and Apfelbaum met in Slaydek's office and discussed, among other things, the pending construction projects in Essex County. Harding told the group that it was Burke's desire that Harding handle the scheduling and that he (Harding) would receive a commission if PCM obtained the construction management contracts. [Note 9] Shortly after that meeting, Shields, Harding and Campana met with Burke and Gaudet at a restaurant in Essex County. Shields explained to them the services that PCM and Slaydek had to offer in the management of construction projects. Burke stated that he wanted Harding to do the scheduling of the projects. Shields told Burke that because of his noncompetition agreement with MBM, he would have to remain in the background once the contracts had been awarded and that Harding would be the "up-front" person. [Note 10]
Shortly after their meeting with Burke and Gaudet, Shields, Harding, and Campana met at Campana's home. Harding told them that the construction management contracts for the Essex County projects were going to come through and that Burke had requested contributions for his campaign for county commissioner. [Note 11] Because no one present was financially able to make any such contribution, they decided to ask Slaydek for advances on their anticipated commissions. It was further
agreed that any contribution to Burke would be made through Harding. Subsequently, Shields, Harding, and Campana met with Apfelbaum at Slaydek. They requested advances on their commissions from that company. Within a few days, the same individuals again met and were informed by Apfelbaum that Slaydek was willing to make them advances. The manner in which the campaign contributions were to be made was not discussed at that time. In a subsequent conversation that Shields had with Harding, it was agreed that Shields and Campana would give the money to Harding, who, in turn, would then issue checks to the Burke campaign fund.
On November 19, 1973, Slaydek advanced the sum of $22,500 to PCM. Shields received a check for $10,000 on that date. Campana received a check for $12,500 on December 20, 1973. On the same day that he received the check, Shields deposited the money in his own account and wrote a check for $4,000 to Harding so that Harding could make the contribution to Burke's campaign fund. [Note 12] On November 20, 1973, Harding deposited the Shields check in his own account. On the same day, he made out a check to Gaudet in the amount of $1,000, which was endorsed and cashed by Gaudet. On November 26, 1973, Harding wrote out a check to the "Daniel J. Burke Committee" in the amount of $2,000. Barbara Gaudet, the defendant's wife and the treasurer of the Burke campaign committee, deposited the check in the committee's account on November 27, 1973. On February 9, 1974, Shields wrote a check to Harding in the amount of $2,000. Harding, in turn, wrote a check in that amount on February 15, 1974, to Gaudet, who endorsed and cashed it.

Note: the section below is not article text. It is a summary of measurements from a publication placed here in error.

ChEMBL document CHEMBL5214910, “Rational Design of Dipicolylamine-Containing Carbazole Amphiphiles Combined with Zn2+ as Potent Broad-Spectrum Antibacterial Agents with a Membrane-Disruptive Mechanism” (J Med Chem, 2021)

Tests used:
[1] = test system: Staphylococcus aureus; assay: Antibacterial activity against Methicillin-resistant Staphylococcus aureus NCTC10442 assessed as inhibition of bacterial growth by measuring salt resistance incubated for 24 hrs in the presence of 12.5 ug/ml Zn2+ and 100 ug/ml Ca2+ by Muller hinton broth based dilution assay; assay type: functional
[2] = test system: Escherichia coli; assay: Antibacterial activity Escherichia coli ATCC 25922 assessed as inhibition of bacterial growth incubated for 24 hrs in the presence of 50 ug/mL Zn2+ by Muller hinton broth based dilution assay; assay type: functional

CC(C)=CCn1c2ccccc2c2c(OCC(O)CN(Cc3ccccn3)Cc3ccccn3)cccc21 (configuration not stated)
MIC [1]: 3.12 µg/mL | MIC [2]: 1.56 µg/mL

When Campana received the $12,500 check from Slaydek he made out a check for $5,000 to Harding, who deposited the check in his own account. On December 24, 1973, Harding
wrote out two checks to "Cash". One check for $3,000 was deposited in the Burke campaign account on December 28, 1973; the other check for $1,000 was endorsed by Gaudet and apparently cashed by him on January 5, 1974. [Note 13]
At the time that Slaydek agreed to advance the money to PCM, Shields and Campana agreed that the money would be repaid to Slaydek out of proceeds from the Essex County construction management contract. In addition, they both signed promissory notes personally guaranteeing payment of the $22,500 to Slaydek. Despite the letter and the notes, Slayton, one of the principals in Slaydek, became apprehensive at the delay in the awarding of the contract to PCM. He communicated his feelings to Shields who, through Harding, obtained a letter from Burke. The letter was dated January 29, 1974, addressed to Shields as vice president of PCM, and was on the official stationery of the Essex County commissioners. It was signed "Dan". The purpose of the letter was to "reaffirm the selection of your company, [PCM], as the construction managers of the various Essex County projects." The letter also stated that PCM would be appointed by "executive order" at an open meeting on or before March 1, 1974. [Note 14]